By Gerard Holland
There is a stigma about having an unsuccessful startup, as it can quickly go from excitedly telling others about your idea to explaining why you have moved back in with your parents. But a failed startup shouldn’t be viewed so negatively by those in the business world, or by others.
Many budding entrepreneurs who decide to commence a startup are excited about potential growth while nervous about failure, but the statistics aren’t helping any fears people might have.
A report from Dun & Bradstreet shows that the startup failure rate is on the rise with a 42 percent increase in the number of startups ceasing operations.
While it is challenging to make it big, people should not be ashamed for opening a startup that didn’t go as planned.
Many people will look at this as a bad thing, but here’s why it is quite the opposite.
It’s not failing, it’s practice
An unsuccessful startup should be placed in the same category as practice or training. Just like you train for a marathon or study before a test, the only real way to practice running a business is to actually start one.
Startups are the best way to do practice as there’s a lot less on the line than buying an established business or franchise. Failing a business in its early stages is much more harmless than folding later down the track.
There are less staff that will become unemployed and there is likely to be less money invested.
People shouldn’t think of it as investing time and money into a business that went nowhere. If you don’t win a gold medal, does that make competing at the Olympics any less of a valuable experience? No, and it’s the same in the startup and small business world.
There’s still scope for a second, third, and fourth chance
Classifying an unsuccessful startup as ‘practice’ implies that there will be another attempt at starting a business and many people that I come across are planning to do just that.
This cloud really does have a silver lining and the founders of these businesses could use what they have learnt for the better.
Things from the get-go could be done different, experts should be called in sooner, or more market research undertaken.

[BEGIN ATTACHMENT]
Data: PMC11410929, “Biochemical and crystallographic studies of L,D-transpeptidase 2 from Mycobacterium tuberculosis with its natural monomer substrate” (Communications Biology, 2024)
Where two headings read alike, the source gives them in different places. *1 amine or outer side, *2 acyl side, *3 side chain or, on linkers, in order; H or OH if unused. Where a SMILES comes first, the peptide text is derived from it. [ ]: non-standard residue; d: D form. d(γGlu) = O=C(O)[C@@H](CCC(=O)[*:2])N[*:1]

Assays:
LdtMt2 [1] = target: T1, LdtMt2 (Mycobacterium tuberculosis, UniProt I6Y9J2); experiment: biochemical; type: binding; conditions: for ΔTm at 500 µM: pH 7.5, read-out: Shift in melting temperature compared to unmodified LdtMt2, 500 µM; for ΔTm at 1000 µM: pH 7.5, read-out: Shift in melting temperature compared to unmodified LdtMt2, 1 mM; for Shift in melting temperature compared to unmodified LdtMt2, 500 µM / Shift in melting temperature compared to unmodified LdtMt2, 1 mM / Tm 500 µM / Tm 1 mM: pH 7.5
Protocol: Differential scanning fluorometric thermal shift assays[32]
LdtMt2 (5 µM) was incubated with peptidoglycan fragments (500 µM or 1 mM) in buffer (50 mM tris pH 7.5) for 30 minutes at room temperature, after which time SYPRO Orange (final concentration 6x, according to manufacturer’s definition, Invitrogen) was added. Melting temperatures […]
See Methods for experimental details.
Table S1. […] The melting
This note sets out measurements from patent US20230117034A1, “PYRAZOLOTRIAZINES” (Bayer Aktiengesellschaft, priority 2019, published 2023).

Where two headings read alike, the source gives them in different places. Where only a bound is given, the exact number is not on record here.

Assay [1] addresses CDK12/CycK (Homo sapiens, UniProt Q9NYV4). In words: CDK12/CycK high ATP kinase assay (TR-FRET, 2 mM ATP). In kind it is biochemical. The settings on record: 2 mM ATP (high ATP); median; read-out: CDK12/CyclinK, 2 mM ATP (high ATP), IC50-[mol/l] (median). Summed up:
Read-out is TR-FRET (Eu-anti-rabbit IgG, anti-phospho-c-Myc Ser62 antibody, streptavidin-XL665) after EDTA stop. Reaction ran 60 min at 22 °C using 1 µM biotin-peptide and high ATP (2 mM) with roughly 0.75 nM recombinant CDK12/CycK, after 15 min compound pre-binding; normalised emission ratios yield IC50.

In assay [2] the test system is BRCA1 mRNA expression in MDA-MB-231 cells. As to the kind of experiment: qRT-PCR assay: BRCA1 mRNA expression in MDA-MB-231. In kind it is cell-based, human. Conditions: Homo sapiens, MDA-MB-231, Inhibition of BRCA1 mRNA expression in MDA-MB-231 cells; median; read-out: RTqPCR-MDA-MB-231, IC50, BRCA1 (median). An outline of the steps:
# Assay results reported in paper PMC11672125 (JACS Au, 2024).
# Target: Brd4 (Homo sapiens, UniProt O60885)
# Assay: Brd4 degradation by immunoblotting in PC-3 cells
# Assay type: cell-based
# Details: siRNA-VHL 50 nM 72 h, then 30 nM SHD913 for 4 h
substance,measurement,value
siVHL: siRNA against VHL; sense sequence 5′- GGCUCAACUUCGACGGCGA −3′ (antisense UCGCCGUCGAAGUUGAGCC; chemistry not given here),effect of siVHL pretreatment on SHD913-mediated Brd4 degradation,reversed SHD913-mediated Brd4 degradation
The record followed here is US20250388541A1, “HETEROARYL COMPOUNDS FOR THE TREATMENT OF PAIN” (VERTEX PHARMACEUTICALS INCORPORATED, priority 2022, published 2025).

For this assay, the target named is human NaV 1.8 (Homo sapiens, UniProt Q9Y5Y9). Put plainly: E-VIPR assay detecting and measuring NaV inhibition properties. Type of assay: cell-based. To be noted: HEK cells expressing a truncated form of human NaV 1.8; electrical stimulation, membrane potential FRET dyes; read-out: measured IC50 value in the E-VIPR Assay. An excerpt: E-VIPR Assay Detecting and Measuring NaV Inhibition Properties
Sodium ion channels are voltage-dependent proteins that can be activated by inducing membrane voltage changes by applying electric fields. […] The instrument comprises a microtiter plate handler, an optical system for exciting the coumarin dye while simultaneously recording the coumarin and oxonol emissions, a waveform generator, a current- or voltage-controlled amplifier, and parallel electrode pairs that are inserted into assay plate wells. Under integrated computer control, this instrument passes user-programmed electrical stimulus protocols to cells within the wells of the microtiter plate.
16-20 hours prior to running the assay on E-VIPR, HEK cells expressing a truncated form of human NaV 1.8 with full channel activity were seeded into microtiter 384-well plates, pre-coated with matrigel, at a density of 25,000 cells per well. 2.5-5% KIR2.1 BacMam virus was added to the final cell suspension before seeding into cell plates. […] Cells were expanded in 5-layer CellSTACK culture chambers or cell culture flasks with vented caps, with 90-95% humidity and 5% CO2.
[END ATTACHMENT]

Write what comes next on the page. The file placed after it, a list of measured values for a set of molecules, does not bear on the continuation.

These are the most common things I hear when talking to former startup owners that they wish they had done.
Attitudes need to change
Many people that try to start businesses in Australia can’t stand the thought of failing.
Some cultures, particularly in Asia, do not accept a failed business in such a way, and international students in Australia don’t want to go home and explain to their parents that their business was hardly able to take off the ground.
I have worked with budding entrepreneurs in Outcome.Hub, most which are international students. One international graduate had a shot at creating an app that simplifies the process of choosing a restaurant. However, the pin was pulled early when it was discovered it was too hard of an app to monetise.
While the founder feels like a disappointment and is trying to save face in front of his parents, it should be seen in a completely different light.
I know that this particular graduate has learnt so much from what has been an incredibly valuable experience but many people, and even the statistics, don’t see it that way.
Our perceptions and attitudes towards failed businesses needs to change so that it isn’t seen as a bad thing but as more of a stepping stone to startup success.
Gerard Holland is the cofounder of Outcome.Life, empowering international students through independent advice and help, planning for life after study.
It’s not failing, it’s ‘flearning’ – Startup Daily had a chat to founders about what they learned from a previous business:
– Deliveroo’s Australian launch killed Danny Burrito but helped inspire Cookitoo
– The Cater Crew’s Rizvi Mridha promised he’d “never do something half-arsed” after shuttering his first business
– Lunch delivery startup HowAboutEat underestimated what it takes to manage on-demand logistics
– Phil Tran learned building the right team is critical on the path from BidzDirect to Tayble
– In shuttering Our Little Foxes, its founders honed in on their vision and community’s needs for a future business